Which means that thanks to ALMA, we now have a lot more evidence that there really is a planet around Fomalhaut — maybe more than one planet. So ALMA can see deep into a star’s disk. But it can also see deep into the ancient universe.

As the universe expands and sources of light move away from us, the light we see essentially gets stretched out so it has a longer wavelength, in what’s called redshift. If visible light gets stretched enough, it isn’t visible anymore, because it’s gone past red and into the infrared, or even microwave range. This means that really old, distant things are invisible to our eyes, and to telescopes that can’t detect long enough wavelengths.

But we can detect those things if we tune into a lower-energy part of the spectrum. Like, say ... the millimeter/submillimeter range. So, ALMA can see really ancient light!

Astronomers have been using ALMA in an ongoing project to re-observe Hubble’s famous Ultra Deep Field image. The Ultra Deep Field shows tons of galaxies in a tiny section of sky — the size of a grain of sand held at arm’s length. I mean, literally tons.

There are about 10,000 galaxies in the image. But we know that there’s even more in that section of sky. So astronomers are using ALMA to see what Hubble couldn’t.

And last year, they found that ancient galaxies in that section of sky — like, ten billion years old kind of ancient — had high concentrations of carbon monoxide, which is associated with star formation. They already knew that around the same time, there was a huge peak in star formation in the universe. But they weren’t sure what caused all that star formation — until they used ALMA to observe those early galaxies, and found the abundance of carbon monoxide.

And now we know that the gas must have provided the right conditions for the stellar baby boom. ALMA has also helped us learn why some of the largest objects in the universe are glowing — specifically, these ridiculously ancient, huge structures called Lyman-alpha blobs. They’re called that because they have very a well-defined Lyman-alpha spectral line, a specific wavelength of ultraviolet light that’s emitted by hot hydrogen gas.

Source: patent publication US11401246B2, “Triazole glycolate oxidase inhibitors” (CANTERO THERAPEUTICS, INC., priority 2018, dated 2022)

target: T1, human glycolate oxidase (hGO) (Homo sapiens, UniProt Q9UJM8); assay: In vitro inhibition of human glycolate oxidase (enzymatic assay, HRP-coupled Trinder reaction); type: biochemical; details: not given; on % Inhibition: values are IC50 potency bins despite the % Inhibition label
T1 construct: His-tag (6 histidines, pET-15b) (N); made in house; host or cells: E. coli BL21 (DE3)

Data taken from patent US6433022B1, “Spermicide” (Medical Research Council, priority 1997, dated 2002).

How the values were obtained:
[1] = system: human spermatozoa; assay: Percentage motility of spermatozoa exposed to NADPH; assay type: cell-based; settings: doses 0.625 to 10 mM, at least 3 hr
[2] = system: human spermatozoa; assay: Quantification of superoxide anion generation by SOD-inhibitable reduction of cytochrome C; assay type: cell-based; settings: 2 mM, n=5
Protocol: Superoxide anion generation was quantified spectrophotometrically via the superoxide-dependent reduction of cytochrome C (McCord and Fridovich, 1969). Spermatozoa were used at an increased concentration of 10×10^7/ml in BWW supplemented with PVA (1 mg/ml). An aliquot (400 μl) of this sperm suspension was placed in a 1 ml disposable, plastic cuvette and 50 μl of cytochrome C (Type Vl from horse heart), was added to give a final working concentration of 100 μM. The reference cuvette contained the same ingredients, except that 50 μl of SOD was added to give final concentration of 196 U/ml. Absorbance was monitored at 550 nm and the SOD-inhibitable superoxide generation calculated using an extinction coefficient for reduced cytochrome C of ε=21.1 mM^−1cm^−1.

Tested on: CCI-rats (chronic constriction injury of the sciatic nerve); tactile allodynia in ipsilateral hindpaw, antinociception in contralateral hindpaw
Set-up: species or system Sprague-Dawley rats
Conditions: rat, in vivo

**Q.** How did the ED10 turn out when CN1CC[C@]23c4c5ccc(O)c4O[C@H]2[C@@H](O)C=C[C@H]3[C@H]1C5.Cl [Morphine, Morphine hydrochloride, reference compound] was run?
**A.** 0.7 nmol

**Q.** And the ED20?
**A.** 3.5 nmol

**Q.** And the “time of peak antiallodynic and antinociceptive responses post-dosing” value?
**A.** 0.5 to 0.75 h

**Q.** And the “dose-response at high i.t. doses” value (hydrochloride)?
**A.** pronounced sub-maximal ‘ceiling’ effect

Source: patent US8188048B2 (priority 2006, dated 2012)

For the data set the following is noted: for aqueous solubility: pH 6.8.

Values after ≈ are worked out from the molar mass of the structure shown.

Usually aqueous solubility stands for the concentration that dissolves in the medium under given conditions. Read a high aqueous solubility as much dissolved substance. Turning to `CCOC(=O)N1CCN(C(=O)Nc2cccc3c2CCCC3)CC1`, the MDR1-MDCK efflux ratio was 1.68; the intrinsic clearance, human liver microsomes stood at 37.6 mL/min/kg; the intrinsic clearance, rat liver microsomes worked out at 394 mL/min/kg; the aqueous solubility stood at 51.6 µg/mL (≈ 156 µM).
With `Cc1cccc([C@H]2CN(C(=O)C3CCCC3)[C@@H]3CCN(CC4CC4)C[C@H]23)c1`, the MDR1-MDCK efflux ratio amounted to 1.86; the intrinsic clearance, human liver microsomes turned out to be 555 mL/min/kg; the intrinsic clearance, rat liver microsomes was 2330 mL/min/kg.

So we knew that there were these enormous, luminous clouds of hydrogen just floating around in space, but we had no idea why they were glowing. Enter ALMA. Astronomers using ALMA found galaxy clusters inside the Lyman-alpha blobs.

And it turns out that these galaxies are forming stars at an incredibly high rate, and emitting lots of Lyman-alpha radiation because of all the hydrogen in those stars. The radiation then scatters off of the surrounding gas cloud, and we see an enormous blob. And now we know why Lyman-alpha blobs glow: it’s because of all the galaxies making stars inside them.

So even though ALMA’s only been around for a few years, it’s already taught astronomers a ton about the universe. And with the constant flurry of papers being published with discoveries made using ALMA, we’re always learning more. Thanks for watching this episode of SciShow Space, and thanks especially to our patrons on Patreon who help make this show possible.